Hate to See you Go: Wolfgang Neumann’s Farewell
30 July 2008
Kurt Baum? Back in the day, Met regulars disliked him for no really good reason. He always performed adequately, nearly always sang adequately. He stepped in adequately for many ailing tenors and usually received adequate thanks for saving the show. Maybe adequacy was his problem; he was never, to my knowledge, just awful, and on the other hand few in the audience other than his nearest and dearest ever called him great.
Maybe that’s also been Wolfgang Neumann’s issue. You know him: he’s the Tenor Everybody Loves to Hate. And for the better part of his four-decade career (primarily as a Wagner tenor), a small but vociferous claque has followed him around just for the puerile joy of booing him.
Now, they’ll have to find someone else to push around: at age 65, Wolfgang Neumann is retiring from the stage. His Farewell performance took place on 30 July at Mannheim’s National Theater, where he has been a company member for most of a career that took him to the Four Corners, including stops at the Met (15 appearances), the State Operas of Vienna and Berlin, as well as Bayreuth, Barcelona, and Santiago. Unlike many veteran opera singers, who end their careers by whimpering bit parts, Neumann departed last month with a bang, taking on arguably the toughest role in his sizable repertoire, Siegfried in Götterdämmerung.
It was a riveting performance. Whether you like his voice or not (and many don’t), it has always been large and well produced, and on this occasion it accrued a mild sweetness in lyrical passages, specifically in the third act. Many louder passages in past performances at which I was present tended to degenerate into bellowing, but Neumann succeeded this time in rising to stentorian heights. He even managed to turn his irritating habit of approaching higher notes from beneath to frequently marvelous effect by hitting all of them, except one (the high C in the third act), with resplendent accuracy.
And for once, at least among the Neumann performances I’ve attended, his vocal characterization of the hero brought down through no real fault of his own, subsumed his humpty-dumpty appearance. In toto, the estate of Neumann’s voice showed no signs of a heldentenor on the threshold of retirement. I could name at least two of his younger colleagues in this Fach, who will never sing so convincingly.
Also making her final appearance as a regular member of the company: the American Caroline Whisnant, who has been the house hochdramatische soprano for the better part of a decade. She is leaving to freelance as of this coming season.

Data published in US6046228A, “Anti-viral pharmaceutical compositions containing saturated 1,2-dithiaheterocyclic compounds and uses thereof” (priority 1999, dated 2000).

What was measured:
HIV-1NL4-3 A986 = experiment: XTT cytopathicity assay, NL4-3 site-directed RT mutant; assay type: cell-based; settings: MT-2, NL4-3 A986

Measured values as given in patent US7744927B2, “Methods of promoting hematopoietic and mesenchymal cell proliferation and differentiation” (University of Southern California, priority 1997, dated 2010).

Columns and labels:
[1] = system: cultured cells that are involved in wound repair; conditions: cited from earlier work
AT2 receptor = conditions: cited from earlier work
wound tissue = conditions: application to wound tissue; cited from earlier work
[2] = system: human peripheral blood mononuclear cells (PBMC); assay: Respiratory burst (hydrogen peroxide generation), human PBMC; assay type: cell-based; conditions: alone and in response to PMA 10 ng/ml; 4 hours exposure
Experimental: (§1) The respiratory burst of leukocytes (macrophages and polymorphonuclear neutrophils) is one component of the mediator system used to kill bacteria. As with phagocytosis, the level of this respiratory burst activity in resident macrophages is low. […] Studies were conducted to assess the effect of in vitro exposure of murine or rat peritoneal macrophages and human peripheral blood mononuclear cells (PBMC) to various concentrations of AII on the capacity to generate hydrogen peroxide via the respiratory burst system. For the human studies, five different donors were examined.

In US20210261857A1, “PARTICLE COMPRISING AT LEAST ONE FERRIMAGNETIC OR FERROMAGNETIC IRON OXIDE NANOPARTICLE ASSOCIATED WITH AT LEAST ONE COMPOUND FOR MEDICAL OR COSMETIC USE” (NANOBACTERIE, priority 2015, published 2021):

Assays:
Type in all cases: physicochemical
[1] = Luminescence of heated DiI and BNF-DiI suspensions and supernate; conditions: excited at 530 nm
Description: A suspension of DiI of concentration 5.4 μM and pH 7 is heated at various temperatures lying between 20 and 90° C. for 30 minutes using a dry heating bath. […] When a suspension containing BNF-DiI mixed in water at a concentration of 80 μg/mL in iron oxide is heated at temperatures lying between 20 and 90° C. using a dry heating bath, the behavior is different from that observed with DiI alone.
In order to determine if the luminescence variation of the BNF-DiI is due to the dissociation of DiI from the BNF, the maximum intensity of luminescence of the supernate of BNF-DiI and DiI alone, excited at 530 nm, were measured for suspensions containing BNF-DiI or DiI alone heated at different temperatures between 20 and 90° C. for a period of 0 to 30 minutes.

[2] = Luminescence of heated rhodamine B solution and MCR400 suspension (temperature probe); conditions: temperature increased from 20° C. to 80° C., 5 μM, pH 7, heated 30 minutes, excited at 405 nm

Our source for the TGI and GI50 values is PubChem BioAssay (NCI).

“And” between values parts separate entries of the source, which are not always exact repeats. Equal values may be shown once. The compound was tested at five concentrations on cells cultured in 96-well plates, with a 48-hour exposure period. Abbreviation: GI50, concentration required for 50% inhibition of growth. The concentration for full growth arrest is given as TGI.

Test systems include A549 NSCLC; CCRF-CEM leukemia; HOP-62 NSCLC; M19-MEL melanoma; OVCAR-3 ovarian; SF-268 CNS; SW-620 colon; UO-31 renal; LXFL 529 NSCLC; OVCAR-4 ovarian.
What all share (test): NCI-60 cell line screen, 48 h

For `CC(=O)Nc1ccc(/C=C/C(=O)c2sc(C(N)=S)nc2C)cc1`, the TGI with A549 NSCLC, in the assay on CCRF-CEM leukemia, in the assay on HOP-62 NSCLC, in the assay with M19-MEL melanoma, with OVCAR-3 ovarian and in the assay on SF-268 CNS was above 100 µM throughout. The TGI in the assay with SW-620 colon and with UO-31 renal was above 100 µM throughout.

Whisnant continues to gather a growing following on the internet, as complimentary reviews and favorable word-of-mouth proliferate. Hers is a large voice -- not huge in the Schnaut-Mastilovic vein -- but it is tightly focused, intelligent sounding and musical. It does, however, turn wiry under heavy pressure. For her farewell as a company member, she cut loose with full rage in the second act, as her de-deified Brünnhilde mistakenly assumes that Siegfried has betrayed her. She maintained sufficient reserves to surmount the rigors of the Immolation Scene. But clearly affected by the finality of this event, she omitted “selig” in Brünnhilde’s last line, “Selig, grüßt dich dein Weib!”
The bitter-sweet circumstances of the event tended to obscure the significant contributions rendered by the rest of the cast: Rúni Brattaberg as a mean Hagen, Vladimir Baykov sounding effectively wimpy as Gunther, Cornelia Ptassek projecting vocal and physical glamor as Gutrune and the Third Norn, Heike Wessels as a distraught Waltraute as well as a worried Second Norn and Thomas Jesatko projecting limitless bile as Alberich. In fact, he never betrayed the slightest sign of fatigue, after singing Klingsor the night before in the first performance this season of Parsifal at Bayreuth and then traveling about 200 miles for his Alberich in Mannheim.
Edna Prochnik (First Norn), Marina Ivanova (Woglinde), Heike Theresa Terjung (Wellgunde) and the marvelous Yvonne Schiffelers (Flosshilde) formed a flawless group of Wagnerian Weather Girls.
Axel Kober led the house orchestra and men’s chorus with ever burgeoning confidence. He is a born Wagner conductor, and I always look eagerly forward to hearing the directions his instincts are taking him.
Martin Schüler’s modern-dress production makes a pointed reference to the World Trade Center as Walhalla is reduced to ash, but otherwise, Hans-Dieter Schaal’s post-modern sets could easily house nearly any opera, except maybe Die Frau ohne Schatten. This Ring production reportedly is being retired, so not two farewells but three.
Following the performance, the Mannheim National Theater’s general manager Regula Gerber appeared on stage to pay the departing artists duly earned thanks. Following the usual paeans and tributes, the sold-out house was invited to partake in a reception for Neumann and Whisnant in the theater’s spacious foyer. Imagine that happening at the Met...
© Sam H. Shirakawa